Morning sickness and self-care

Most pregnant women (half to two-thirds) will experience morning sickness in the first trimester. The degree of morning sickness varies from mild to severe (hyperemesis gravidarum). The symptoms include nausea, vomiting, loss of appetite and psychological effects (anxiety and depression) (Better Health Channel, 2022; Murkoff, 2016). Morning sickness is generally worse early in the day, but not limited to the morning. It can be anytime during the day or night (Better Health Channel, 2022; Murkoff, 2016). For most women, the morning sickness symptoms will reduce when entering the second trimester. However, few may suffer from them for the entire pregnancy (Murkoff, 2016).

The cause of morning sickness

The cause of morning sickness remained unknown. However, there are a few possible contributing factors (Better Health Channel, 2022; Murkoff, 2016):

  • High levels of hormones, including oestrogen
  • Lowered blood pressure
  • Altered carbohydrates metabolism

How can we manage morning sickness?

  1. Acupuncture or acupressure on the wrist (the details will be introduced in the following paragraphs) (Murkoff, 2016).
  2. Consume small meals regularly because an empty stomach seems to trigger nausea (Murkoff, 2016).
  3. Rest whenever possible as moving around may make the morning sickness worse (Better Health Channel, 2022).
  4. In the morning, take a couple of dry crackers or plain sweet biscuits before getting out of bed (Better Health Channel, 2022).
  5. Ginger tea (less than 1g of ginger per day) is considered safe in pregnancy and could help with morning sickness (Better Health Channel, 2022; Ding, Leach & Bradley, 2013; Murkoff, 2016).

Acupuncture or acupressure on the wrist

An acupuncture point called Nei Guan (PC6) is found helpful for nausea and vomiting (Ezzo, Streitberger & Schneider, 2006; Park et al., 2014). This point is located at three fingers above the wrist crease, in between the two tendons (Palmaris longus and Flexor carpi radialis) (Figure 1).

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Figure 1

The Cochrane systematic reviews have reported that both acupuncture or acupressure on PC6 are safe to use during pregnancy when correctly applied (Ezzo, Streitberger & Schneider, 2006; Park et al., 2014). Acupuncture is one of the methods to stimulate PC6 for morning sickness. It is performed by licensed practitioners, who insert and manually rotate a very fine needle on the point (Ezzo, Streitberger & Schneider, 2006). Acupressure is another way for PC6 stimulation. It is a beneficial and safe self-care tool for morning sickness (Gürkan & Arslan, 2008).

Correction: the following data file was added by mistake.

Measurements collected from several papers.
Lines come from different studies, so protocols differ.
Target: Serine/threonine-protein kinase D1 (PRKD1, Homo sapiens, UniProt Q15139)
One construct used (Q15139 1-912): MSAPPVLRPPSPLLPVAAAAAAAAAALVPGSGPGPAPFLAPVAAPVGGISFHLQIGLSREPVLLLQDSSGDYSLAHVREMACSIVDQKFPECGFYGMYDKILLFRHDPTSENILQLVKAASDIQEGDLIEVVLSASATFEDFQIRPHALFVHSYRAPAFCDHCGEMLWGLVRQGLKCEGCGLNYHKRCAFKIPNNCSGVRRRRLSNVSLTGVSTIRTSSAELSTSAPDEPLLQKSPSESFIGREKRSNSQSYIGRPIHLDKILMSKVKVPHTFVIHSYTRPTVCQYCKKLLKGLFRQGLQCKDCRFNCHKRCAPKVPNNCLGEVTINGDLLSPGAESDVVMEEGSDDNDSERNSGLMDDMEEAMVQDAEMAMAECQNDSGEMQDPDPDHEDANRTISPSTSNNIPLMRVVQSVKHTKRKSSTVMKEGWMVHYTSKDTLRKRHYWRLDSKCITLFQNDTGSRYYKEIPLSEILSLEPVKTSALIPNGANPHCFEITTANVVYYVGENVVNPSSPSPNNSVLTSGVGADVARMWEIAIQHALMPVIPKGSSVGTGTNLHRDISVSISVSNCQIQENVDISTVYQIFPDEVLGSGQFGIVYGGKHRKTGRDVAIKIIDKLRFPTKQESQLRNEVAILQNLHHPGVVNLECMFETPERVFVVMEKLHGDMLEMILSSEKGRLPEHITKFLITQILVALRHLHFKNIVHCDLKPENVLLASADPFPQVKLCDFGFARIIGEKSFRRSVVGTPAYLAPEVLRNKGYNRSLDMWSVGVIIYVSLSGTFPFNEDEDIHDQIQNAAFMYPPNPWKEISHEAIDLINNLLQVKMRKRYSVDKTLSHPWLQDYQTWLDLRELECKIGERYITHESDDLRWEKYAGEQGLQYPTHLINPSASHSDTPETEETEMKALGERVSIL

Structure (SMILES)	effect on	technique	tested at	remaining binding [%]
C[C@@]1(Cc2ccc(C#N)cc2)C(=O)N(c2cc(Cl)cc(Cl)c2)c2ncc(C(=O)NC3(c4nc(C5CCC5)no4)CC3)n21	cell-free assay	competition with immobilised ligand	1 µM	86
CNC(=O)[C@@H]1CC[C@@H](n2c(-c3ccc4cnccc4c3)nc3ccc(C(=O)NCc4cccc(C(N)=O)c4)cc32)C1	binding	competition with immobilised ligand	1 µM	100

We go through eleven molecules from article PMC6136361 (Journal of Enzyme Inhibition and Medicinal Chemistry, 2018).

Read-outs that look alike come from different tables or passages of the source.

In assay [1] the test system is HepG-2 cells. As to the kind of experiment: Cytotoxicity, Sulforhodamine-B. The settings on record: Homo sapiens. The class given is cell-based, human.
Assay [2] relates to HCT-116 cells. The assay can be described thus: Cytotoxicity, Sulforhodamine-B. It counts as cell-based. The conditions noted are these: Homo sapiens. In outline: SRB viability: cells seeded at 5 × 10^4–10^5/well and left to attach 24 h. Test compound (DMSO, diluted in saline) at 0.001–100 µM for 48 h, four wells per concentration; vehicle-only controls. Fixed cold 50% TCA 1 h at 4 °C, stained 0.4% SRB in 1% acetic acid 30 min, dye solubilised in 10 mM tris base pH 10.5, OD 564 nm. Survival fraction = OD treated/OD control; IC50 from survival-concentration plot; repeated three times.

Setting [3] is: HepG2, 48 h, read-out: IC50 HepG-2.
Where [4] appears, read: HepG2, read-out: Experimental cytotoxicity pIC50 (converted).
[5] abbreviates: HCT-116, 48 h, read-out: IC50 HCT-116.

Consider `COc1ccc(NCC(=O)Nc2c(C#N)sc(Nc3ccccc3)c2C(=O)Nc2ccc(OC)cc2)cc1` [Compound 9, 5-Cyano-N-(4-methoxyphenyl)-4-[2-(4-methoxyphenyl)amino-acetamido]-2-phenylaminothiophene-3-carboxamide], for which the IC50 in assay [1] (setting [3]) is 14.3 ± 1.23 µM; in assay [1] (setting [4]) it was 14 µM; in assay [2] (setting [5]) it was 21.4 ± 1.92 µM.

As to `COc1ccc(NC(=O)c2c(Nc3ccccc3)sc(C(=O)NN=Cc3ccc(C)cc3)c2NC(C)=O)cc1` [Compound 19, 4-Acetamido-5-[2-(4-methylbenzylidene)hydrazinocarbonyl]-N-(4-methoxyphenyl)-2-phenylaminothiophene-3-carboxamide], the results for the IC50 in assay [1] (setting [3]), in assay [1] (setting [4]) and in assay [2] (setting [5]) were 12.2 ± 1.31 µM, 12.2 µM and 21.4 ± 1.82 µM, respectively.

How to perform acupressure?


  • Locate PC6 on your wrist (Figure 1).
  • Place your thumb on the point below the index finger, in between the two tendons.
  • Use your thumb or forefinger to apply firm pressure in a circular motion (don’t press too hard) on this point for 2 to 3 minutes.
  • Repeat the process on the other wrist.
  • It can be applied 3 times a day, especially when you feel nauseous.


Wear a Sea-bandTM (can be purchased from the local pharmacy) that an put pressure on PC6 has a strong effect on reducing nausea and vomiting (Ezzo, Streitberger & Schneider, 2006) (Figure 2).  It can be removed at anytime if you feel uncomfortable (Ezzo, Streitberger & Schneider, 2006).

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Figure 2


Based on Chinee medicine theory, there are different types of morning sickness. In Geelong Chinese medicine clinic, we use different methods to address the needs of the individuals, including applying acupuncture on PC6 and other acupuncture points that are important and safe to use during pregnancy to ease nausea and vomiting. We also educate our clients about acupressure and self-care to enhance the treatment effects on morning sickness. In the next blog, we will talk about acupuncture and pregnancy related anxiety.



Better Health Channel. 2022, Pregnancy – morning sickness, accessed 14 June 2022,


Ding, M., Leach, M., & Bradley, H. (2013). The effectiveness and safety of ginger for pregnancy-induced nausea and vomiting: a systematic review. Women and Birth26(1), e26-e30.

Ezzo, J., Streitberger, K., & Schneider, A. (2006). Cochrane systematic reviews examine P6 acupuncture-point stimulation for nausea and vomiting. Journal of Alternative & Complementary Medicine12(5), 489-495.

Gürkan, Ö. C., & Arslan, H. (2008). Effect of acupressure on nausea and vomiting during pregnancy. Complementary Therapies in Clinical Practice14(1), 46-52.

Murkoff, H. (2016). What to expect when you’re expecting (5th ed). New York: Workman Pub

Park, J., Sohn, Y., White, A. R., & Lee, H. (2014). The safety of acupuncture during pregnancy: a systematic review. Acupuncture in Medicine32(3), 257-266.